The bill is complex, and numerous groups have attempted to boil it down to its main parts, including the American Immigration Council, which provided this summary. My personal favorite summary is that provided by the Moratorium on Deportations Campaign, a Chicago-based collective that seeks the end to all deportations, detentions and criminalization of immigrants (they also seek the end of national borders). Their comprehensive videos in English and Spanish, “Immigration Reform 101,” paint a sobering image of the proposed reform. In brief, S. 744 would provide a pathway to citizenship for only an estimated 7 million of the 11 million undocumented people living in the United States. Those who qualify would be eligible for what is called “Registered Provisional Immigrant” (RPI) status. Those who qualify for the DREAM (Development Relief and Education for Alien Minors) Act, and some agricultural workers would be given a somewhat accelerated pathway toward citizenship (at least 5-10 years after applying for RPI status). These two groups would not have to wait for the so-called “triggers” that must be in place before other people with RPI status can begin the naturalization process. Most undocumented people will not be allowed to apply for naturalization until several militarization (“security”) measures have been successfully put in place and evaluated. Over $46 billion has been proposed to further militarize US national borders, especially the Mexico-US border. If those measures would pass the very ambiguous barometer for success, then that triggers the pathway to naturalization—assuming those who originally qualified haven’t found themselves unemployed, or in some other violation of law that would preclude their qualification. By some estimates, those who qualify after this extended process can expect around a 20-year process before they will be US citizens. For those who don’t qualify, both the four million who are immediately excluded and the others that might find themselves excluded somewhere along the way, there is no hope of every attaining citizenship. Among other provisions, the bill also does a lot to further criminalize future clandestine crossings, creates new categories of temporary visas, and addresses issues such as human trafficking. The bill would turn future migration preferences toward those with desired labor skills and away from family reunification by eliminating some of the family categories that one can currently use for sponsorship (i.e., adult siblings and married offspring).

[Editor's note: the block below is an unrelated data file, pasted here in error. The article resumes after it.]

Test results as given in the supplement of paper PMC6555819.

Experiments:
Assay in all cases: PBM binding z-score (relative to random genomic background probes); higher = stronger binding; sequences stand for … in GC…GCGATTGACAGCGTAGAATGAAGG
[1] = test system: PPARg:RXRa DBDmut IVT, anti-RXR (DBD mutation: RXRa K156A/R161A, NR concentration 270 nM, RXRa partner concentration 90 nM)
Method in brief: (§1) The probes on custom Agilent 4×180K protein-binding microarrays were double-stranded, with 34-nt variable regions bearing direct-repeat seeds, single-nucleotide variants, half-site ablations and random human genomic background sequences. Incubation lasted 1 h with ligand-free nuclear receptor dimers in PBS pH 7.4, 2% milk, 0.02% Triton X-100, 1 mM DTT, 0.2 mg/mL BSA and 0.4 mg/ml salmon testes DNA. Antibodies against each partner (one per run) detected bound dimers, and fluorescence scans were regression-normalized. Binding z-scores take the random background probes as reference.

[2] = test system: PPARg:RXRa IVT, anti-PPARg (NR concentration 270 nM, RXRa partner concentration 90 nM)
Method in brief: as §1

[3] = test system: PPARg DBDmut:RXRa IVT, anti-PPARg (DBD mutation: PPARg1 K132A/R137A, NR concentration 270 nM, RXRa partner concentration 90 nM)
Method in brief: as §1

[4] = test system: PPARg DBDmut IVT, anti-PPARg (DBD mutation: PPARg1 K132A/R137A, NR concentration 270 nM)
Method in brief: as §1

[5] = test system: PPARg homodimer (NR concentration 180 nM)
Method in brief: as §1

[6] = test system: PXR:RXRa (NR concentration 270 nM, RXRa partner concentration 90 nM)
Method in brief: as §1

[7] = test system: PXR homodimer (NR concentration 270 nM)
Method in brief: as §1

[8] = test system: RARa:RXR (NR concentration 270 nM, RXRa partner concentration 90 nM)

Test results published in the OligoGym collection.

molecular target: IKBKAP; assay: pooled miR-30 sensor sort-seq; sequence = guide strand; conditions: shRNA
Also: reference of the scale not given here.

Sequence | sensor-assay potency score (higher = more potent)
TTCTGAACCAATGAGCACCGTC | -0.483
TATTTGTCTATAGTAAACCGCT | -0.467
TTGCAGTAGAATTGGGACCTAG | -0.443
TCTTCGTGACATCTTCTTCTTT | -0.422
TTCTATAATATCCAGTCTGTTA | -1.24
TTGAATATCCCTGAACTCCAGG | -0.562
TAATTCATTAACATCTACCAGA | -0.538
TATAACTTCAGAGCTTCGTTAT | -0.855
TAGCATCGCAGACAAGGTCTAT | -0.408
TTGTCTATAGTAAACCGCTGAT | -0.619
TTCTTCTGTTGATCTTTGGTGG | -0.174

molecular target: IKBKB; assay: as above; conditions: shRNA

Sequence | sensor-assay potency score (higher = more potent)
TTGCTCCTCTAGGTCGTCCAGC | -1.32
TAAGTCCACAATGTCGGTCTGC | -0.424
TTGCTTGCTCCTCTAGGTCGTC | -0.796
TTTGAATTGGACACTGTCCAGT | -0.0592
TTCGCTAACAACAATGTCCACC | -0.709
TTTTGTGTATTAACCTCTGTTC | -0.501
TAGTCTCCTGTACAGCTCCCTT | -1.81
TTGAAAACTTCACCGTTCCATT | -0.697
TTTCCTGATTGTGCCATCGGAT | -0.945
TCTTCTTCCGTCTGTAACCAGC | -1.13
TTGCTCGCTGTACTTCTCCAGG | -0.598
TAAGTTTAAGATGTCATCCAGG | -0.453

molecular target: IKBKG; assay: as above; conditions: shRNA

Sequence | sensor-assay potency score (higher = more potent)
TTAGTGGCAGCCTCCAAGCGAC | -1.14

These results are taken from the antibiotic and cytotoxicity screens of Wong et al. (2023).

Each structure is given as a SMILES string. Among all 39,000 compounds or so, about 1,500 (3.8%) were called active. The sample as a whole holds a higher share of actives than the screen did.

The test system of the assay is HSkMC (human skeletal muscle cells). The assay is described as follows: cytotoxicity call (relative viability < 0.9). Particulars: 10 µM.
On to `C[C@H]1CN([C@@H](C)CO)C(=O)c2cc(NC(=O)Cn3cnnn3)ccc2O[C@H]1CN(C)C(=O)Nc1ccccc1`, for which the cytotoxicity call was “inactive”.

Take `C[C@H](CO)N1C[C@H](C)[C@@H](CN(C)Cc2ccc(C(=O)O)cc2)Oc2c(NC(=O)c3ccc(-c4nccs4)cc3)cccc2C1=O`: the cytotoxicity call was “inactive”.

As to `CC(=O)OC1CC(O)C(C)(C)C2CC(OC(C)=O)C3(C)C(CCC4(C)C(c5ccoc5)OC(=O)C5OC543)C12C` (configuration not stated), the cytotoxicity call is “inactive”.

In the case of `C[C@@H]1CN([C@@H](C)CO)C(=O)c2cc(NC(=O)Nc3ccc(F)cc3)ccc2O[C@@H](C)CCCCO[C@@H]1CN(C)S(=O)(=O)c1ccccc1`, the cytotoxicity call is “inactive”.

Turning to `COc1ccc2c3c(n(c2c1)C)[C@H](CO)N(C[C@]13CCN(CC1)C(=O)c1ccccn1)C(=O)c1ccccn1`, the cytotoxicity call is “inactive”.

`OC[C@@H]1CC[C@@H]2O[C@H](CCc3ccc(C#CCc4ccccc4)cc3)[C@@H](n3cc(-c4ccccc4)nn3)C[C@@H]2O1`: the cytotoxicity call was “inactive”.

If S. 744 is what’s being proposed as “commonsense” reform, will families actually be helped? And if the answer to this is, at least in part, no, then what’s the Fast for Families really all about? As Dana Cloud showed in her 1998 essay, “The Rhetoric of Family Values,” “family” and “family values” function as powerful ideographs that have enduring rhetorical power in the US public sphere. In discussing the specific context of the 1990s, she revealed how the use of family values rhetoric positioned successful and middle class black families against the so-called underclass plagued by a culture of poverty. I fear the family rhetoric in the Fast for Families campaign operates similarly—certain members of certain families who do everything right will be worthy of an arduous and extended pathway to citizenship, while others won’t be considered families at all (the campaign’s logo clearly indicates what counts as a family), and the rest, “the unworthy,” will be left behind.